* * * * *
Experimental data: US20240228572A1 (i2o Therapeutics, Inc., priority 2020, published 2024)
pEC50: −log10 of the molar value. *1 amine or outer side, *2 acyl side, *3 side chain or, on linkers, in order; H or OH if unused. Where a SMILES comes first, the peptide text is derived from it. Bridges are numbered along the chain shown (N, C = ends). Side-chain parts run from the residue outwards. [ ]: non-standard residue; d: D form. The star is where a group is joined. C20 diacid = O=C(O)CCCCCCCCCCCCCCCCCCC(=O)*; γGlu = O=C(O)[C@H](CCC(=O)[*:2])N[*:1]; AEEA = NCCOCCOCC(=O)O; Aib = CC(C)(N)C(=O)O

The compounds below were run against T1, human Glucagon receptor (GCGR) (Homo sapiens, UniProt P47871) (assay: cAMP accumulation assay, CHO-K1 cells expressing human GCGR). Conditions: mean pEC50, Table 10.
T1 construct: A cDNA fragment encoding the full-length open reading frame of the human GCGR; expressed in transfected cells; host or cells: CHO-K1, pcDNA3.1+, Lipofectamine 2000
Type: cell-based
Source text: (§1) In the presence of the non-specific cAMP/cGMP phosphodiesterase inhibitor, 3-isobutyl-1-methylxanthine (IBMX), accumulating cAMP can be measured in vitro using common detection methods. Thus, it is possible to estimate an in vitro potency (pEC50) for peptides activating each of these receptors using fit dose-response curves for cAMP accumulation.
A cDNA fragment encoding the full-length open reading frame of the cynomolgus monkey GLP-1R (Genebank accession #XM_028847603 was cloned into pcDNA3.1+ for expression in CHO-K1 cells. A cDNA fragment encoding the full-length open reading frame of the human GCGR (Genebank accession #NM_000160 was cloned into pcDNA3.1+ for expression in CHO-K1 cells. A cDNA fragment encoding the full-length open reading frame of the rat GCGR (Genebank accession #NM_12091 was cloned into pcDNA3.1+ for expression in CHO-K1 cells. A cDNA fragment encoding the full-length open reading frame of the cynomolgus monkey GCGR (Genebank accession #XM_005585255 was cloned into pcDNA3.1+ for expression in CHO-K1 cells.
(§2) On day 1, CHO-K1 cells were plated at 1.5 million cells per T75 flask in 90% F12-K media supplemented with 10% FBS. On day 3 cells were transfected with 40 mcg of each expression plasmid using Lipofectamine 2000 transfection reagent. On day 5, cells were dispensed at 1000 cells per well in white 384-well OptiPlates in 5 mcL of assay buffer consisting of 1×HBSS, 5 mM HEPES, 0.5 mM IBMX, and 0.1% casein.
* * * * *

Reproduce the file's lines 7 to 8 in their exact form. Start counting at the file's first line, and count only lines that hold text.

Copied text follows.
A cDNA fragment encoding the full-length open reading frame of the cynomolgus monkey GLP-1R (Genebank accession #XM_028847603 was cloned into pcDNA3.1+ for expression in CHO-K1 cells. A cDNA fragment encoding the full-length open reading frame of the human GCGR (Genebank accession #NM_000160 was cloned into pcDNA3.1+ for expression in CHO-K1 cells. A cDNA fragment encoding the full-length open reading frame of the rat GCGR (Genebank accession #NM_12091 was cloned into pcDNA3.1+ for expression in CHO-K1 cells. A cDNA fragment encoding the full-length open reading frame of the cynomolgus monkey GCGR (Genebank accession #XM_005585255 was cloned into pcDNA3.1+ for expression in CHO-K1 cells.
(§2) On day 1, CHO-K1 cells were plated at 1.5 million cells per T75 flask in 90% F12-K media supplemented with 10% FBS. On day 3 cells were transfected with 40 mcg of each expression plasmid using Lipofectamine 2000 transfection reagent. On day 5, cells were dispensed at 1000 cells per well in white 384-well OptiPlates in 5 mcL of assay buffer consisting of 1×HBSS, 5 mM HEPES, 0.5 mM IBMX, and 0.1% casein.